Tuesday, October 21, 2008

Dublin (2) 22.6.1998: Gay Liberation and Purgatorial Airports

Later, same day, en route from Brussels to Hamburg: enjoying a huge Belgium Weissbier (Hoegaarden) with cheese cubes, salami, and mustard. Aer Lingus caused us to miss our connection to Hamburg, and we must now wait four hours for a connecting flight.

Last days in Ireland: on the evening of my Mullinavat pilgrimage, we took John and Maura to dinner in Kilkenny, to a pub-restaurant they like. It was a bit garish—as they said, a mishmash of styles—with olde worlde wood nooks and very new (and tawdry) skylights of stained glass. We sat beneath one of these at a marble table with a red velvet sofa on one side.

I had the place’s seafood platter, and Steve a lamb dish. Service was well-intentioned but appalling, as often seems to happen in Ireland. Lots of beefy preening middle-class Irish men, and young couples with hard-looking women and seedy-looking men. A beer in the bar afterwards, as we waited for an ale tasting that had been advertised but never materialized, and then home to bed.

Next day to Dublin to meet Chuck. A vexatious day, with the usual travel delays and then trouble finding our lodging on Eglinton Rd. A quick dinner at a nearby Indian restaurant and then to the Abbey Theater for “St. Joan,” first time it’s been staged at the Abbey since 1972.

It was a good performance, if uninspired: a preview performance, since it opens only this week, to a full house. The playbill speaks of the director’s sense that, as nationalism reasserts itself around the world, with attendant right-wing movements, the play reminds us of the absurdity of the nationalist-driven war, and of the need to be vigilant. Speaks also of Shaw’s fascination with suffragettes, and how male power cliques break powerful women, then reassemble them as controllable icons.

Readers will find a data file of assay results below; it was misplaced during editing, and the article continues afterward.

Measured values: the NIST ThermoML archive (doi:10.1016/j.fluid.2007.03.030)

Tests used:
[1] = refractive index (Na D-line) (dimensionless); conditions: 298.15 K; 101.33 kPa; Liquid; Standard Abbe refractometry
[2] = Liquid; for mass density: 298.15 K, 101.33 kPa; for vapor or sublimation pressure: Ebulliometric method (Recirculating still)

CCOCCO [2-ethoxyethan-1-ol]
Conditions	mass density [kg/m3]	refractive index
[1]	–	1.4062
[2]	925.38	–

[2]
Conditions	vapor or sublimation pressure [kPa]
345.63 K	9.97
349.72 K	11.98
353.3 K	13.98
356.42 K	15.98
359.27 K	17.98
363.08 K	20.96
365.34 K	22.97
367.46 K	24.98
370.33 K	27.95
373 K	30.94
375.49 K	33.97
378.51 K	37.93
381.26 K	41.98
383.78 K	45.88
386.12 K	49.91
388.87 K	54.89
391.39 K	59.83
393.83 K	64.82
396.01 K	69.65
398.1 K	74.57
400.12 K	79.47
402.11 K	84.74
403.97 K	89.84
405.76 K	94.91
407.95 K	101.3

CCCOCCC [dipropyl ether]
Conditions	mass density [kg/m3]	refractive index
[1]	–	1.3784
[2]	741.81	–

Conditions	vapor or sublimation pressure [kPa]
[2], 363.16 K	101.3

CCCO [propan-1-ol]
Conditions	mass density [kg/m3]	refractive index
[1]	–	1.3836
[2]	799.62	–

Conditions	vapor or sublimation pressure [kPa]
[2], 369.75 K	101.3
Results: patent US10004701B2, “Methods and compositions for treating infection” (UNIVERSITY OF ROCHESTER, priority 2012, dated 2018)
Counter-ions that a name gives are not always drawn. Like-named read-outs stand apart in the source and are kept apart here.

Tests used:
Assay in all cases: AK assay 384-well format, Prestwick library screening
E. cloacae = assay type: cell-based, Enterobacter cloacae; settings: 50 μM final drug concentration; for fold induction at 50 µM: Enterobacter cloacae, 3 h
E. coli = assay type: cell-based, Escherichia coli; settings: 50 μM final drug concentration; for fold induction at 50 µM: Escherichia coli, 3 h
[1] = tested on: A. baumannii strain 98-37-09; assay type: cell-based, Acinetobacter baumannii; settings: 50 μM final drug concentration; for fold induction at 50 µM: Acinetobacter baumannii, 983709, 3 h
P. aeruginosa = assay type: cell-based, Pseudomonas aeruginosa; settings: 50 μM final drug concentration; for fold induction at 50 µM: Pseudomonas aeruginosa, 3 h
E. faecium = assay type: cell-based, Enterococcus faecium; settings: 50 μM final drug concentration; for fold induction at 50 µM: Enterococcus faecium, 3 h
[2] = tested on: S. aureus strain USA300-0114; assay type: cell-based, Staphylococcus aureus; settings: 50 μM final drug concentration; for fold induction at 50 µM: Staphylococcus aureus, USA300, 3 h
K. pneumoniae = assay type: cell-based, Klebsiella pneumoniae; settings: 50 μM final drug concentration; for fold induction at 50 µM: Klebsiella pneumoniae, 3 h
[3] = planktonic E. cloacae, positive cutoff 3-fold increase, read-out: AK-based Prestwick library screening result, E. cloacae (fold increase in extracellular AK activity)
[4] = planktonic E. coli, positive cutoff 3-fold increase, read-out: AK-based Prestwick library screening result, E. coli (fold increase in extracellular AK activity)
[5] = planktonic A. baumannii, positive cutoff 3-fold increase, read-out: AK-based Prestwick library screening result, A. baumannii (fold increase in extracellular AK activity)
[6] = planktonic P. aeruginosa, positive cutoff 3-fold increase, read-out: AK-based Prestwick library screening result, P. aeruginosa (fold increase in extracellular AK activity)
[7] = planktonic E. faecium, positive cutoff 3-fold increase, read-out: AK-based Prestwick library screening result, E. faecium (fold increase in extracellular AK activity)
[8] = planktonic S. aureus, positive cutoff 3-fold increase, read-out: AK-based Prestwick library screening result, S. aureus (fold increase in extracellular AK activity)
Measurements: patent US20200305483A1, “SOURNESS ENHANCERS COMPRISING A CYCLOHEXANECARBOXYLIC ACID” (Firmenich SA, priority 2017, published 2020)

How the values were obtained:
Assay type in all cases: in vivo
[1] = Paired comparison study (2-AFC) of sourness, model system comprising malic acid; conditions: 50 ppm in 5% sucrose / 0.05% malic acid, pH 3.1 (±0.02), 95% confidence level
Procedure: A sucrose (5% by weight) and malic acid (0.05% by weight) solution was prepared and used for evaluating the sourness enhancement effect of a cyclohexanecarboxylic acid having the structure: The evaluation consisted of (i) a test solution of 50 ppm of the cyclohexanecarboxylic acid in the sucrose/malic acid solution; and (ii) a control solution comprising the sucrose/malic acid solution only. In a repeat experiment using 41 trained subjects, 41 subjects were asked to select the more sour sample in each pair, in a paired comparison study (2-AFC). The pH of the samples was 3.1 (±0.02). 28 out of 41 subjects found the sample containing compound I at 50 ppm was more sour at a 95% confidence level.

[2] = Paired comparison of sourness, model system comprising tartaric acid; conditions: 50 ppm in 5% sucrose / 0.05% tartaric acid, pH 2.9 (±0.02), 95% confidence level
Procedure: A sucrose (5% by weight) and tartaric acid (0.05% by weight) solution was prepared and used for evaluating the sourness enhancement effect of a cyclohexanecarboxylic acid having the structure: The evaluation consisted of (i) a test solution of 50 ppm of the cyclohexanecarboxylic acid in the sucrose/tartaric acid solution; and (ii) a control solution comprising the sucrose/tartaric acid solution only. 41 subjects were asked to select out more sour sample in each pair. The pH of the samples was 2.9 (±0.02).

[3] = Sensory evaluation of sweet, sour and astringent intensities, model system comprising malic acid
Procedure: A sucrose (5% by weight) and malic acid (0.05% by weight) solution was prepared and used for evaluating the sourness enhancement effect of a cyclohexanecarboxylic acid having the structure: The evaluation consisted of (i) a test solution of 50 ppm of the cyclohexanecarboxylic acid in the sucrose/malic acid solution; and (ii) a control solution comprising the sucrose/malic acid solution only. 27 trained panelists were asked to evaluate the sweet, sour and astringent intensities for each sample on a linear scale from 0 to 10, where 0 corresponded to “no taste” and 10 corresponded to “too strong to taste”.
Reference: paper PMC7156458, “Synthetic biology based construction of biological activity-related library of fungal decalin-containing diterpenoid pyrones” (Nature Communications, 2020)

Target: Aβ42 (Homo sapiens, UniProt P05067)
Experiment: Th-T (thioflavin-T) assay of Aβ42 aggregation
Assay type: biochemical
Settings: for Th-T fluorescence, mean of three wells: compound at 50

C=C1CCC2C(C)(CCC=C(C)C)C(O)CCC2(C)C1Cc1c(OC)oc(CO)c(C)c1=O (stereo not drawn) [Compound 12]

Then to a gay bar where we met Chuck’s friend Brian, who had gotten the rooms for us. Should say that on the way up from Piltown, we listened to a radio program re: gay pride week in Ireland, which said that the nation has begun to change in fundamental ways re: this issue.

E.g., in the Cork St. Pat’s day parade last year, the gay float won best prize—this at a time when gays and lesbians trying to march in New York’s parade are arrested, with court support.

The pub was absolutely packed—smoky, sweaty, full of writhing bodies, including, behind us, two men kissing passionately and fondling each other’s privates, and two men and two women dancing, as one of the men lowered his pants. Eight years ago when we were in Dublin, Steve and I called a gay information line to ask what there was to do, and were told there was a grimy and dispiriting bar—a single one. Not being familiar with the bar scene, we didn’t go—information only.

Now everything’s wide open. The taxi driver who took us home told Steve that, in the past five years, Dublin has changed more than in the previous twenty.

But are things changing according to an American model of gay liberation? The friends accompanying Chuck’s friend Brian were snobby to us, as if full of American attitude, since we’re not young/beautiful/politically correct/fashionable.

Sunday, yesterday, a whirlwind tour of Dublin. We began with Mother Redcap’s market beside Christ Church, where we met an interesting photographer from Philadelphia, now living in Ireland, who photographs details from tombstones and then reassembles them in interesting patterns. We bought one for Charlotte.

Then on to the obligatory visit to the Book of Kells, now to be approached through exhibits sponsored by some big corporation. The place was packed by multilingual hordes. I somehow ended up in a French tour led by an English speaker speaking very low, very precise French of which I understood every word.

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European airports: the search for a pool of air conditioning in summer, the busy polyglot crowds. When we waited in line to change our ticket in Brussells, two black women behind us who believed others had pushed ahead of them began to shout and carry on, in English. The counter man listened in stony silence, saying he was there only to help. In front of us, a very smelly crazy woman, who had pushed ahead of us, stood in a dingy Batik dress out of the sixties, her hair in a shamrock green elastic band. It was long, dirty, dyed blond.

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